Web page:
Some thoughts on success factors when climbing alpine routes in winter…
Know the approach and descent. With short days you may have to get to the base of the route in the dark or descend after sunset. Knowing where you’re going will be a bit help. Check it out beforehand, perhaps on a poor weather weekend.
Rehearse the climb. If you’re trying do a winter ascent of a line that climbs a summer route then climb the route in summer at least once. Getting off route in winter will waste time and saps your momentum. I’ve failed more than once after a slowing of upward movement turned into full blown retreat.
Watch the weather. In the Cascades at least weather is everything. Follow the weather forecast and read trip reports to keep up with conditions even if you can’t get out in the hills to check them out for yourself.
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I actually found a Piranha Alpine Knife while climbing the Kain route on Bugaboo Spire and ended up using it for the rest of the trip. Previously I’d used a very small Gerber knife with a 2.5″ locking blade. The Trango is nicely designed and very small. The blade had an ingenious mechanism to lock it when open and relies on the biner to prevent accidental opening. It also includes a bottle opener. After some use I concluded that the knife’s small size doesn’t actually count in it’s favor.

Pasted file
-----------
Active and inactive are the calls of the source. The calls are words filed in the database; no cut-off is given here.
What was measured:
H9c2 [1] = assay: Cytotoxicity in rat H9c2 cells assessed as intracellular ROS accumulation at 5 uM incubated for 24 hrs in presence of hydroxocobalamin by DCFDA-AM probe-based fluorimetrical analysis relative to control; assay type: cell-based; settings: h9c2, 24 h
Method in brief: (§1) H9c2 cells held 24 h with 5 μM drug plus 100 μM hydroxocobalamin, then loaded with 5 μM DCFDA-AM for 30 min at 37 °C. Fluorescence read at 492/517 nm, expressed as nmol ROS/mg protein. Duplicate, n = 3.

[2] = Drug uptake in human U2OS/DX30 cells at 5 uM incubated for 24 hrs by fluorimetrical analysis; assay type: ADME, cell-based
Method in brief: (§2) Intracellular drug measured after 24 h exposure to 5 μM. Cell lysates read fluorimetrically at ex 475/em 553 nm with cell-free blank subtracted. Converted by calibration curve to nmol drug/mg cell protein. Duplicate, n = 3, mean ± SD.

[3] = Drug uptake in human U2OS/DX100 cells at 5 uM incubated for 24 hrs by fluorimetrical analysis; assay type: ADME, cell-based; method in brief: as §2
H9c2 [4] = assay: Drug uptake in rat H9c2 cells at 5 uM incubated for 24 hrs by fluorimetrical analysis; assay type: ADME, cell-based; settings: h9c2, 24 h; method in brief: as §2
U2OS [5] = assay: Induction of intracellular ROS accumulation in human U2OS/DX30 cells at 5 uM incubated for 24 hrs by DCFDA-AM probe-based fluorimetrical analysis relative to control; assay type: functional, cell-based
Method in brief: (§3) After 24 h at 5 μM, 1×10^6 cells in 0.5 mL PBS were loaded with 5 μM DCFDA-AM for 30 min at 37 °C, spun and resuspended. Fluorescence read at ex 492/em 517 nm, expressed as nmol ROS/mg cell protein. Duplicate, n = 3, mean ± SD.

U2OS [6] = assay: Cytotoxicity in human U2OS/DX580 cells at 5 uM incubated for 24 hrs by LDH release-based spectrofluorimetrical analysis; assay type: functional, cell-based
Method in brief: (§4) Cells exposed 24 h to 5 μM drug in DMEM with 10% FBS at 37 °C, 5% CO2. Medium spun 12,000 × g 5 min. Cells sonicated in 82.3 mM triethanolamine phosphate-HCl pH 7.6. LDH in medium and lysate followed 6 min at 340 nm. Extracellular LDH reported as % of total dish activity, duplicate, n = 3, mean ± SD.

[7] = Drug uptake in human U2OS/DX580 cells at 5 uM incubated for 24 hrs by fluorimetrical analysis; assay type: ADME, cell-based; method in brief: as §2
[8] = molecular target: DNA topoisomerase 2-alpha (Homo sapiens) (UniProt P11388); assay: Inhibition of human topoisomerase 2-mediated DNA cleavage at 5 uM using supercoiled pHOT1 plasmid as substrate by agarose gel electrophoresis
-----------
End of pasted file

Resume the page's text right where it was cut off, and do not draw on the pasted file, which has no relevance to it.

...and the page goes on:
The knife on my harness gets used for all sorts of things from cutting ropes to slicing cheese. The Piranha’s blade is actually very short, fine for cutting rap anchors but not much use for anything else. While you can open it one handed the knife’s very small size make this hard to do, especially with gloves on. I certainly wouldn’t want to be building anchors with this while retreating off a winter route.
My real problem with the Piranha is that you have to take it off the biner in order to use it. The knife is designed to be stored on a biner and this keeps the blade locked closed. This means you can end up dropping it, especially if you’re wearing thick gloves. My old knife could be used while still safely clipped to a sling so there’s no chance a dropping it while setting anchors.
If all you do is cragging and want a knife on your rack then the Piranha might fit the bill but for more serious use on large alpine routes and multi day trips I’m sticking with my existing setup. As for the bottle opener, I’ve never met a bottle I couldn’t open somehow.
There are several of ways to do this…
- Train right
- Watch what you eat
- Take only the gear your really need on a route
- Take the lightest gear you can afford
What’s a real shame is most people seem to want to buy more lightweight “stuff” rather than work at what they have. A shiny new $150 climbing harness or a month of CrossFit?
Colin Haley’s article on equipment for alpine climbing is well worth a read however. Colin really knows what he’s talking about. Check it out.
Is it me or is the MSR Reactor actually no lighter than an XGK-EX? I did the math and got the scales out and it sure seems that way to me. I’ll be posting more on this later.